In other words, by embracing contraception in the 1960's, American Christianity paved the way for same-sex marriage in this century.

Of course, there's a whole lot more to the argument, and I'm still thinking about the import of it all, but I've seen this dynamic of unintended consequences at work in another issue that is troubling American Christianity--the ordination of active homosexuals. I was a United Methodist pastor for twelve years, and I was what was then called an evangelical or conservative. Like most conservative pastors in that denomination, I was fully supportive of women's ordination. I wasn't thrilled about the biblical gymnastics that it took to support such a view, but, without the resources of a broader tradition, it was almost impossible to construct a reasonable objection. But then the issue of the ordination of gays and lesbians came along, and I began to realize that the one issue was dependent on the other. That is, if sex wasn't an issue when it came to the ordination of women, then sex shouldn't be an ordination issue at all. Just about all of the conservative pastors I knew were blind-sided by that one. A lot of them eventually gave in on the issue of homosexual ordination; a few, like me, left the denomination (although I would hasten to add that the issue of gay and lesbian pastors was not at all the main reason for my decision); but most of these conservative pastors continue to fight a losing battle against the proponents of homosexual ordination. And they will eventually lose because they cannot remain United Methodists and oppose the ordination of women--but if they can't/won't oppose the ordination of women, then they cannot, with any degree of logic or even good conscience, oppose the ordination of gays and lesbians.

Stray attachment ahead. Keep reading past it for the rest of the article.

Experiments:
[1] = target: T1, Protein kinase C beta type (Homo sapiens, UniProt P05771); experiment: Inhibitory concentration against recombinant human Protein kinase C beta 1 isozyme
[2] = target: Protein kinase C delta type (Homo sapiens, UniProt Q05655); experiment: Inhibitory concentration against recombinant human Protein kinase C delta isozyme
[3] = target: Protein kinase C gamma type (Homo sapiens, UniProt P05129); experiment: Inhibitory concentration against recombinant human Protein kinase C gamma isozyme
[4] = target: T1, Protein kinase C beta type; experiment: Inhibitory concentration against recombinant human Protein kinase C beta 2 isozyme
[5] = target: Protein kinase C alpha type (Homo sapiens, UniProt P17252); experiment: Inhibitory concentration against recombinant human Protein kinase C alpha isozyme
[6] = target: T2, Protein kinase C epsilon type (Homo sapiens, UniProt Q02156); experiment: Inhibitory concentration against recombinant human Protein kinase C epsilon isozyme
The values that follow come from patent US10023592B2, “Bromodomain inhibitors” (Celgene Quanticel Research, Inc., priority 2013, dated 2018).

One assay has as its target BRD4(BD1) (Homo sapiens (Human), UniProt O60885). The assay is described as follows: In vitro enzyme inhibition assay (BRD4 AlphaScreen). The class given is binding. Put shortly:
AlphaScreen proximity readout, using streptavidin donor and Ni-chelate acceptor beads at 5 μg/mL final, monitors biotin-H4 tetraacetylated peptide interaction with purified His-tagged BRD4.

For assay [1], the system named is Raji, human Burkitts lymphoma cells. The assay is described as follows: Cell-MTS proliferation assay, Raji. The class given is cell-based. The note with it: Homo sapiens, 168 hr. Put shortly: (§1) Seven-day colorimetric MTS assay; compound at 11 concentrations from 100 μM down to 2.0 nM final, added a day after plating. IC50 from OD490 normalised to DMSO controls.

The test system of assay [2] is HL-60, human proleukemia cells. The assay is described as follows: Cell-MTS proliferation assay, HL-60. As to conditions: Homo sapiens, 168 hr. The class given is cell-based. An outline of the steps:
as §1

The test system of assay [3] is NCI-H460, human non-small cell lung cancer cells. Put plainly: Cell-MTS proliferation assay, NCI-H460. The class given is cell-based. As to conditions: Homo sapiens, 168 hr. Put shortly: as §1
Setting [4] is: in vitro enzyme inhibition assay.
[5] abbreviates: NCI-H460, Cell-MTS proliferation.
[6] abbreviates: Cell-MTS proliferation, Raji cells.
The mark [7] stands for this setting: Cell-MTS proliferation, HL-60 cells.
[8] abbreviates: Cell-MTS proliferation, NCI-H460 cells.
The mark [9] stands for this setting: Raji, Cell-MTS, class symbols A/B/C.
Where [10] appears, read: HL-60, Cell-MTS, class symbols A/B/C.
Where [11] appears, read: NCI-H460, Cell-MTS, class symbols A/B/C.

So, like I said, I haven't completely thought through all the implications of Oleson's article, but the dynamic he identifies is a real one: Truth is a unity, and you can't begin to tinker with it in one spot without eventually bringing down the entire structure.

fr. aidan

March 05, 2009

Cheerios & Christmas

This morning I had a bowl of Cheerios for breakfast, and it wasn't that exciting.

In my younger years Cheerios were the highlight of my morning, but the floating little O's just tasted bland and their ability to pop back up to the surface just seemed blah. I don't think floating marshmallows or Fruit Loop colored milk could have cheered me up.

Christmas too has been sub-par. I think of how bright and beautiful that day is, but it has not held that special sweetness of bygone years . I thought it might be that I was sick and unable to travel to be with relatives, or getting used to a new job, or I wasn't in the "mood" for Christmas last year, but now I am starting to think it is something else:

I am getting old.

Now I know all of you octogenarians and forty-somethings are giggling to think of me aging, but I am! (just look at all my grey hair) In my last year of teaching my students thought I had lived through the seventies, rather than just knowing about them.

It seems that somewhere along the line I let go of my ability to be amazed and I want it back again. I turned into one of those stodgy people who think about why Cheerios float instead of just laughing all morning while I try to dunk those little rings. I got too wrapped up in the stuff of Christmas rather than the silent wonder. I never really believed in Santa Claus, but making cookies with my parents and brothers has always been my favorite tradition, but that hasn't happened since 1999!

Perhaps I need to make the effort to find fascination in minuscule things, but who has the time? Anyway, the disappointing cereal has got me thinking about what an adult I've become and I do not like it one bit.